Saturday, May 8, 2010

Hypatia's Girl Angrily Reads the Presocratics

A Presocratics Reader: Selected Fragments and Testimonia, ed. Patricia Curd, Trans. Richard D. McKirahan (Hackett, 1996)

This one's a little difficult to blog, because it covers a good 300 years and 19 disparate thinkers.  All in, you know, 106 pages.

It's been longer than I like to admit since I've really done any work with the old ancient philosophers, at least 2 years since that Aristotle class, and heavens knows when before that class that I would have done much work on the ancients.  Which is not to say that I don't think the history of philosophy is important, it's mostly that I kind of always thought that I found the ancients kind of boring. Well, except for Heraclitus, who is clearly the most bad-ass of bad-asses.  (And also, in the interest of scrupulous honesty, "kind of boring" can be wielded against a lot of philosophy, particularly if you're not used to reading it, or its A.J. Ayer.  Just saying.)

As I was pleasantly surprised to discover, a good ten years of philosophy education and general growing up can make reading the pre-Socratics much more fun.

I have slightly more than a passing interest in the philosophy of science as well as a deeply ingrained fascination with Enlightenment histories, and so had always kind of trundled along with this sort of real science started in the early modern age belief.  You know, when they got telescopes and diagrams and natural explanations.  Re-reading The Presocratics, I have to push my "when we got the science" back a couple thousand years.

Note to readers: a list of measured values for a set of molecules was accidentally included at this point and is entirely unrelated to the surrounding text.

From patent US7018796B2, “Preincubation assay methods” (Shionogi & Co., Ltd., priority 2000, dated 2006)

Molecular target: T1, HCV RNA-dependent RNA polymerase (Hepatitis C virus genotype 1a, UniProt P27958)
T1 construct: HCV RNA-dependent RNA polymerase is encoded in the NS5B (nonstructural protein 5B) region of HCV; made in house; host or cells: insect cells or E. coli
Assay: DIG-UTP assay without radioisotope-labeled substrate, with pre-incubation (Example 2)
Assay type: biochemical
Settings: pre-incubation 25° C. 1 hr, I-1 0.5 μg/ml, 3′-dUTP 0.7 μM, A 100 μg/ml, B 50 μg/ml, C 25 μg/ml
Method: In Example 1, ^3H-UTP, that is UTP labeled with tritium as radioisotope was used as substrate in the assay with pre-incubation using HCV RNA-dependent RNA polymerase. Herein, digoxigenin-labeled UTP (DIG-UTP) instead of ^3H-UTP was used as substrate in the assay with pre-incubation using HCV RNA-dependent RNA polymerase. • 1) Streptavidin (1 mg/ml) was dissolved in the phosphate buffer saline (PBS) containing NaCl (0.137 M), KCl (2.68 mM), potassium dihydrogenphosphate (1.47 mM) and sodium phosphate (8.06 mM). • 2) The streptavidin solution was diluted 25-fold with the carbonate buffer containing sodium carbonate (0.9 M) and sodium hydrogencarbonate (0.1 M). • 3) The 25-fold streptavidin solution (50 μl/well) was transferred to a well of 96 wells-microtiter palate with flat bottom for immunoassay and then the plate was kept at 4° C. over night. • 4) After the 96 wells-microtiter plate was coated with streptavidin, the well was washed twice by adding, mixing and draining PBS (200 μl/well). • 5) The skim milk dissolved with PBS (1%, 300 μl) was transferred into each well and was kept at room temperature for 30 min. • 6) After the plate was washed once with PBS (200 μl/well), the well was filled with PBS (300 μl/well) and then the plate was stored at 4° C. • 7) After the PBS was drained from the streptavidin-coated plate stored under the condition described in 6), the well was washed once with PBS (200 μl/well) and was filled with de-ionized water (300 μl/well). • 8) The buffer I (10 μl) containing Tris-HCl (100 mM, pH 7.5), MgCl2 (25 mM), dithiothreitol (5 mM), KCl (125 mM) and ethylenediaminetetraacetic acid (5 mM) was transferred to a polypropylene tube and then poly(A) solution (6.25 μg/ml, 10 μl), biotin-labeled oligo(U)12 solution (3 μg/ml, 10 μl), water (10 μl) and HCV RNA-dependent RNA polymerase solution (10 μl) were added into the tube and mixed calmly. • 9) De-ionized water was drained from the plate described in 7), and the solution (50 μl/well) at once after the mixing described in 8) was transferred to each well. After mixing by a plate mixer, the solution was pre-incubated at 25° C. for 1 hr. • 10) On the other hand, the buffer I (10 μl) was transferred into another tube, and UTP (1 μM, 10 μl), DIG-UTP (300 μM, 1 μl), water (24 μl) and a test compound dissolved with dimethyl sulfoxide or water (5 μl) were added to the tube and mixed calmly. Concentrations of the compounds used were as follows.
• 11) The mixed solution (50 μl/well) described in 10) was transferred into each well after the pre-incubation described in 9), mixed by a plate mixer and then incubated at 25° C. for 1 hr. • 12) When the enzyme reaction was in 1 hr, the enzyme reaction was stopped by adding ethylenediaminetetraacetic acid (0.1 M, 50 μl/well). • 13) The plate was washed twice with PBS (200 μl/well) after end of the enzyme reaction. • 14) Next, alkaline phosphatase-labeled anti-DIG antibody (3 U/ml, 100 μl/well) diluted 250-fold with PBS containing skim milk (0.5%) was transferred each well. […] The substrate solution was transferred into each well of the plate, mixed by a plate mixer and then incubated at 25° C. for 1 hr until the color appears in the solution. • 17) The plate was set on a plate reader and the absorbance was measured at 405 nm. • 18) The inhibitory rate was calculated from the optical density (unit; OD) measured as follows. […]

Curd notes in the introduction that the day (western) philosophy was born was the successful prediction of a solar eclipse by a certain Thales of Miletus in 585 BCE (Curd, 1).  (If we believe the wiki article, we should all have a nice big Happy Birthday Philosophy party on May 28th)  What tends to get drawn as a line in the sand, indeed Curd makes this distinction, is the development of a line of reasoning that is dependent solely on natural explanations and causation.  So whilst we have Thales and Anaximander and Anaximenes arguing that the essential substance is water (Thales), the boundless (aperion) that is moving and so giving rise to opposites (Anaximander), and Aer, something like a thick mist (Anaximenes), which sounds kind of cute and little nutty and perhaps a touch, you know, primitive, when you read the fragments of fragments that remain of these thinkers' works, you realize that, given what they had to work with, they had some pretty damn good reasons for what they were claiming.  Anaximenes proposed the Aer in part to fix problems with Anaximander's aperion.  And that's fucking science

(Which means, in my opinion, that we philosophers should totes be brought under the STEMM love, because, frankly, we gave you science.  But that's neither here nor there.)

Throughout the course of the book, we see the recurrent themes of what makes up the world, what accounts for change (if it happens at all), and what can we know about our place in the world, whatever essential substance(s) are proposed, there is a reason offered for that position.  What marks out Thales as the earliest philosopher, and puts the rest of them in the tradition, is this commitment to a common world, a world that can be known and that has certain, sharable, perspectives.  It is the difference between poetry and philosophy.

Next book: Apology, Plato.  The next one will be much more informative, promise!

1 comment:

  1. What is the difference between poetry and philosophy? That philosophy is committed to a knowable world, with sharable perspectives? Not to be too defensive, but then, what is poetry? An unknowable world, with only unique perspectives? This may be true of (some) modern forms of lyric poetry, but I don't think it adequately separates the Epic poetry of the Iliad and the Odyssey. Or even Hesiod's Theogony. The real separation, I would say, is that one is a story, and one is an explanation. Vague, but so is the difference between the two (especially with Plato).